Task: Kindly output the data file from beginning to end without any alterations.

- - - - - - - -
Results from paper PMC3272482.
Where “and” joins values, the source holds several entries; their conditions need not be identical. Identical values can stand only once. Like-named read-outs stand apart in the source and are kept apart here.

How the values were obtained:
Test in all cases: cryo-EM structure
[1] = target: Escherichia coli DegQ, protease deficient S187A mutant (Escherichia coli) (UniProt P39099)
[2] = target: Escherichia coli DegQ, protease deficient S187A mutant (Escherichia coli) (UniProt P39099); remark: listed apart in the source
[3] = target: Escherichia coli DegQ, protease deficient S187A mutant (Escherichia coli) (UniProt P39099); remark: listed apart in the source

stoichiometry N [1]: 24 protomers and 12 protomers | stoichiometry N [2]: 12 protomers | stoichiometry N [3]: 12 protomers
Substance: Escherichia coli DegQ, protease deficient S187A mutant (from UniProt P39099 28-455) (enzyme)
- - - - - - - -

Results from paper PMC3272482.
Where “and” joins values, the source holds several entries; their conditions need not be identical. Identical values can stand only once. Like-named read-outs stand apart in the source and are kept apart here.

How the values were obtained:
Test in all cases: cryo-EM structure
[1] = target: Escherichia coli DegQ, protease deficient S187A mutant (Escherichia coli) (UniProt P39099)
[2] = target: Escherichia coli DegQ, protease deficient S187A mutant (Escherichia coli) (UniProt P39099); remark: listed apart in the source
[3] = target: Escherichia coli DegQ, protease deficient S187A mutant (Escherichia coli) (UniProt P39099); remark: listed apart in the source

stoichiometry N [1]: 24 protomers and 12 protomers | stoichiometry N [2]: 12 protomers | stoichiometry N [3]: 12 protomers
Substance: Escherichia coli DegQ, protease deficient S187A mutant (from UniProt P39099 28-455) (enzyme)